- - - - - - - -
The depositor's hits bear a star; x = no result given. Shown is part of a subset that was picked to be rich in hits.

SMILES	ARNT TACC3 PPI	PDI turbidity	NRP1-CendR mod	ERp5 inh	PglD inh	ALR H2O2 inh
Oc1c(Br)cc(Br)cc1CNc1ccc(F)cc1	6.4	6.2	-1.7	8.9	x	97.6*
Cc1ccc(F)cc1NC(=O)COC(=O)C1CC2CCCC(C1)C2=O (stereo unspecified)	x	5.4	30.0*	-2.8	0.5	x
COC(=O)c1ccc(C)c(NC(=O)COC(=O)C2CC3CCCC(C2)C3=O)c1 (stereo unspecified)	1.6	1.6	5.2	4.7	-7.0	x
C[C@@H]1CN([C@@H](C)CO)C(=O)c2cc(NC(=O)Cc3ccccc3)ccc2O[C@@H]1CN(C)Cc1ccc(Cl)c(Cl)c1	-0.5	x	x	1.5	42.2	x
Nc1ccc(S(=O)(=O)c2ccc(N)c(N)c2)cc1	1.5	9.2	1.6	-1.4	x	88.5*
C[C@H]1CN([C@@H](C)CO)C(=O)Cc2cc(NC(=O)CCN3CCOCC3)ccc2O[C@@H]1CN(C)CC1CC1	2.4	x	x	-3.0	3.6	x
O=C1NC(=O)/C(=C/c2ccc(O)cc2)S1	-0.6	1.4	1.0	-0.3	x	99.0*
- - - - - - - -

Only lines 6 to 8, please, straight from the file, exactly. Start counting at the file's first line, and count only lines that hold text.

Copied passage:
C[C@@H]1CN([C@@H](C)CO)C(=O)c2cc(NC(=O)Cc3ccccc3)ccc2O[C@@H]1CN(C)Cc1ccc(Cl)c(Cl)c1	-0.5	x	x	1.5	42.2	x
Nc1ccc(S(=O)(=O)c2ccc(N)c(N)c2)cc1	1.5	9.2	1.6	-1.4	x	88.5*
C[C@H]1CN([C@@H](C)CO)C(=O)Cc2cc(NC(=O)CCN3CCOCC3)ccc2O[C@@H]1CN(C)CC1CC1	2.4	x	x	-3.0	3.6	x